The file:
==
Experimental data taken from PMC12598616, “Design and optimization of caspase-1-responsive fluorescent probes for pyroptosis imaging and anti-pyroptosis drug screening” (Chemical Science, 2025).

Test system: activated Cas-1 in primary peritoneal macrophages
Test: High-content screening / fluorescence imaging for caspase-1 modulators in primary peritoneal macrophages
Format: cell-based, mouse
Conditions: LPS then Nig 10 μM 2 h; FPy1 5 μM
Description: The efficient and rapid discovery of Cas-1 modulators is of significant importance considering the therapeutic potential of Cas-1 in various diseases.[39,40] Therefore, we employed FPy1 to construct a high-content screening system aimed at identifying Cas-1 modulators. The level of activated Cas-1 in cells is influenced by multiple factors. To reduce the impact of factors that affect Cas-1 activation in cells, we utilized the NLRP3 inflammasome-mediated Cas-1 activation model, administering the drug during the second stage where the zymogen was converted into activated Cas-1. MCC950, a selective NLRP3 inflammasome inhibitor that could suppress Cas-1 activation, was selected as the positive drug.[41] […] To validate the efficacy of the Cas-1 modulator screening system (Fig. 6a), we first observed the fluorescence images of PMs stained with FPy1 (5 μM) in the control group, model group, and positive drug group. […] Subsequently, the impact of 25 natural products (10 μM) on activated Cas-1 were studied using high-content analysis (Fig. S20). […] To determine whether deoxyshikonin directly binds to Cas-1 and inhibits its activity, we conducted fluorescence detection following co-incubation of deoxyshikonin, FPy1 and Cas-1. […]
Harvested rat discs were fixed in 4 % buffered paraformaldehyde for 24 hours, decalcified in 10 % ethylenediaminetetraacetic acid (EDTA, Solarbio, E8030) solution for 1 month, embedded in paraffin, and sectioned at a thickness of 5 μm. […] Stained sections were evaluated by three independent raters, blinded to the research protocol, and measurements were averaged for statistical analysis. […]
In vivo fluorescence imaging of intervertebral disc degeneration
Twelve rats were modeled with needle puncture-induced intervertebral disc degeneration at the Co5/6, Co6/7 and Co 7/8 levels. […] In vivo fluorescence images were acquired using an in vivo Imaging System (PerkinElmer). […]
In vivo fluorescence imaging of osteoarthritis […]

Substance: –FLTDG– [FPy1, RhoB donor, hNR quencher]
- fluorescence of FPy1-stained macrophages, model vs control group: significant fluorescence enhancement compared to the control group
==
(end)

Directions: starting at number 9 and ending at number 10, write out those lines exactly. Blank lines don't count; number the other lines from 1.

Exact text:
Twelve rats were modeled with needle puncture-induced intervertebral disc degeneration at the Co5/6, Co6/7 and Co 7/8 levels. […] In vivo fluorescence images were acquired using an in vivo Imaging System (PerkinElmer). […]
In vivo fluorescence imaging of osteoarthritis […]